1 May 2005 Comparison of violet versus red laser exposures on visual search performance in humans
Author Affiliations +
Previous research suggests that the visual impairment of a violet laser is not highly localized on the retina, because the lens absorbs most short-wavelength visible light and partly retransmits it as a diffuse fluorescence at ~500 nm. The present study investigated whether a 405 nm violet diode laser more greatly impairs visual search performance in humans than does a 670 nm red diode laser, depending on target eccentricity. Participants had to locate a square among 15 diamonds spread throughout a visual search display while being exposed to a violet or red laser beam that was either continuous or flickering and presented either on-axis or 33° off-axis. Whereas the continuous on-axis violet and red lasers had comparable effects on search performance when the target was located near the center of the beam, the violet laser disrupted processing of eccentric targets more than did the red laser. The search decrements were reduced for both lasers when the beams were flickered or presented off-axis. Both the bluish appearance and greater spatial spread of effect of the violet laser suggest that the unique impairment caused by a violet laser beam derives from its induced lens fluorescence.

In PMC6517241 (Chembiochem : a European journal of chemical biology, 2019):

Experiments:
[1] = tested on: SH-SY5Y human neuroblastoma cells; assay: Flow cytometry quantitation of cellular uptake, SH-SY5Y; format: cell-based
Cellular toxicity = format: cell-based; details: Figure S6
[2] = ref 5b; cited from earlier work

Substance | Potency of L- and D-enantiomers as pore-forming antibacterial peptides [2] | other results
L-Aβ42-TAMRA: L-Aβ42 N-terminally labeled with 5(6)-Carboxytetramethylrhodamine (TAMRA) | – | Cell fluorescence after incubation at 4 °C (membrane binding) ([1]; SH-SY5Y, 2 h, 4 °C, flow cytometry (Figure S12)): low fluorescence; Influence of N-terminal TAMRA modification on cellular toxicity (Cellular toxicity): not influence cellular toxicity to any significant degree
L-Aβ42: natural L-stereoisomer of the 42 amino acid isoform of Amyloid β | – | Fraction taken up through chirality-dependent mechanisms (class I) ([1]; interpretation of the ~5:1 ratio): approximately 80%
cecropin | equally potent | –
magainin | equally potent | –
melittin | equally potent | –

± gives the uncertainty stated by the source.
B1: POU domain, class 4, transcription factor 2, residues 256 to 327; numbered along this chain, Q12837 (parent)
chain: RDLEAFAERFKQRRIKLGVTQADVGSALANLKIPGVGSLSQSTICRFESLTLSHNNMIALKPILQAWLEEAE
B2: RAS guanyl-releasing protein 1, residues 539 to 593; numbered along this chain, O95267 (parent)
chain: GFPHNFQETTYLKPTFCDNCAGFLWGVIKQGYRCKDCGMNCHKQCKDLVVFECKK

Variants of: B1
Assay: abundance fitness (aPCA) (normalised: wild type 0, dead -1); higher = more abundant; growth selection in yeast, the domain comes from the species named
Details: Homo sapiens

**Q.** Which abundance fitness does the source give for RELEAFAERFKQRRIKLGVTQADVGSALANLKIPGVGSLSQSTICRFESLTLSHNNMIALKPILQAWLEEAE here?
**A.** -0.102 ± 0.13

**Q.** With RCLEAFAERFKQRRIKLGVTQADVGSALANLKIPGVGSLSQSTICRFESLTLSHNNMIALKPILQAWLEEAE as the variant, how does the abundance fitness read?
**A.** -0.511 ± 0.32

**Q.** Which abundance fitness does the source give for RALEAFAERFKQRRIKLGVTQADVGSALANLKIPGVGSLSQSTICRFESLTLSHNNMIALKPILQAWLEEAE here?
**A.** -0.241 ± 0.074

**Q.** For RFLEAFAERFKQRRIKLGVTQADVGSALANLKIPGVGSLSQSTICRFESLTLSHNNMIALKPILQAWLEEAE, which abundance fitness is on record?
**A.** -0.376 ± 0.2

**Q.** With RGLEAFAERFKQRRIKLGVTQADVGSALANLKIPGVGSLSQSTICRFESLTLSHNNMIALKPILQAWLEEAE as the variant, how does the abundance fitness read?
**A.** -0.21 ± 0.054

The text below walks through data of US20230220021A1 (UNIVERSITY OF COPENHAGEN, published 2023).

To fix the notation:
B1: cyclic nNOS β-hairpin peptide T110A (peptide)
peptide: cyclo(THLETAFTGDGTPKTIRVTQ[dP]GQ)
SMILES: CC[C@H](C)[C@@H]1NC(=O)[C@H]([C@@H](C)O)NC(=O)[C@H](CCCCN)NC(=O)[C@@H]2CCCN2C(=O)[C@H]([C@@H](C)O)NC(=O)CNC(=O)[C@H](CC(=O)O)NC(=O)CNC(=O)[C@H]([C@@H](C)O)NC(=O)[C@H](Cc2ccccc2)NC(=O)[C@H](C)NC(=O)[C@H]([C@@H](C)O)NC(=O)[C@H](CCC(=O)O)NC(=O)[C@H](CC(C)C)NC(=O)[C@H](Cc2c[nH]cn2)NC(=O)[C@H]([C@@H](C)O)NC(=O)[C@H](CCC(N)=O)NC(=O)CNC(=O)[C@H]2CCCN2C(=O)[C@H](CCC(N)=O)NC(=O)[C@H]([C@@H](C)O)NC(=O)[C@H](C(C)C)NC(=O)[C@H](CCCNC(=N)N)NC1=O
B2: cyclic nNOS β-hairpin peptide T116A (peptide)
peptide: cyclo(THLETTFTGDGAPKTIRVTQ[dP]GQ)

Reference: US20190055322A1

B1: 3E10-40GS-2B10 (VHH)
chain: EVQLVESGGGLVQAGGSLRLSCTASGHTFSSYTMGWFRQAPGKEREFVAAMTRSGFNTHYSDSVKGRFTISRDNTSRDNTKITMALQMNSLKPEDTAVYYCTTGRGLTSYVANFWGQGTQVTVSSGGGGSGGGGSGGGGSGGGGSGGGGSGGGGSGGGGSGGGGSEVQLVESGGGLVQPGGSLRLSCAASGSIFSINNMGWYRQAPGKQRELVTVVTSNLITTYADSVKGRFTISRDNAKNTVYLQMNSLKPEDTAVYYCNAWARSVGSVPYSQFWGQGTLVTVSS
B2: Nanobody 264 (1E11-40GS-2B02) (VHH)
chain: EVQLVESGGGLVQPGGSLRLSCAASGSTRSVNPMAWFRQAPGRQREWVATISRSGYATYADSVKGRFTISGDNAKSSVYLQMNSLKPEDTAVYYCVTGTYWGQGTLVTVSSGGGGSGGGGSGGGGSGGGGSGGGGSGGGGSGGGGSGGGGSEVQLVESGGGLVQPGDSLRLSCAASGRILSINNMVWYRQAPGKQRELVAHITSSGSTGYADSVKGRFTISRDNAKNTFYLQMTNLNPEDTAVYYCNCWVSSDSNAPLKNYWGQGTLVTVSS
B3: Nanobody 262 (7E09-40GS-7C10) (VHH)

© (2005) Society of Photo-Optical Instrumentation Engineers (SPIE)
Fred H. Previc, Fred H. Previc, Leon N. McLin, Leon N. McLin, Brenda J. Novar, Brenda J. Novar, William Kosnik, William Kosnik, } "Comparison of violet versus red laser exposures on visual search performance in humans," Journal of Biomedical Optics 10(3), 034003 (1 May 2005). https://doi.org/10.1117/1.1925207 . Submission:

Back to Top